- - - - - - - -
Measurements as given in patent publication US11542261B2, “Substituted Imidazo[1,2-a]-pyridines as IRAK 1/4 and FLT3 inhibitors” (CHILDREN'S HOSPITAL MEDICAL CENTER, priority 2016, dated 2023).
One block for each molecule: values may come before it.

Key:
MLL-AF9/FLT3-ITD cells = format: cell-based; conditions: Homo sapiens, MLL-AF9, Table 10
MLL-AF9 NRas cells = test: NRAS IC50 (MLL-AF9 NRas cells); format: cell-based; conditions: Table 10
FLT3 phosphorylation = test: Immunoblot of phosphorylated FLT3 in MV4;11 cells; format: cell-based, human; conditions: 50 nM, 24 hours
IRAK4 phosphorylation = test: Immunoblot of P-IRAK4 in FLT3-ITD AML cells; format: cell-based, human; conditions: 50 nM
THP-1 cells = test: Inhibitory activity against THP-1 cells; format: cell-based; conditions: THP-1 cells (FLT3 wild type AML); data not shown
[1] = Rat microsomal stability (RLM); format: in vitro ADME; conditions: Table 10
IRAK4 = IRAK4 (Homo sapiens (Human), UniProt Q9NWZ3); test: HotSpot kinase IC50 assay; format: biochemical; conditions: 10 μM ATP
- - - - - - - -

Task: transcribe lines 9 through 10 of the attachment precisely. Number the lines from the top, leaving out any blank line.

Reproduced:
[1] = Rat microsomal stability (RLM); format: in vitro ADME; conditions: Table 10
IRAK4 = IRAK4 (Homo sapiens (Human), UniProt Q9NWZ3); test: HotSpot kinase IC50 assay; format: biochemical; conditions: 10 μM ATP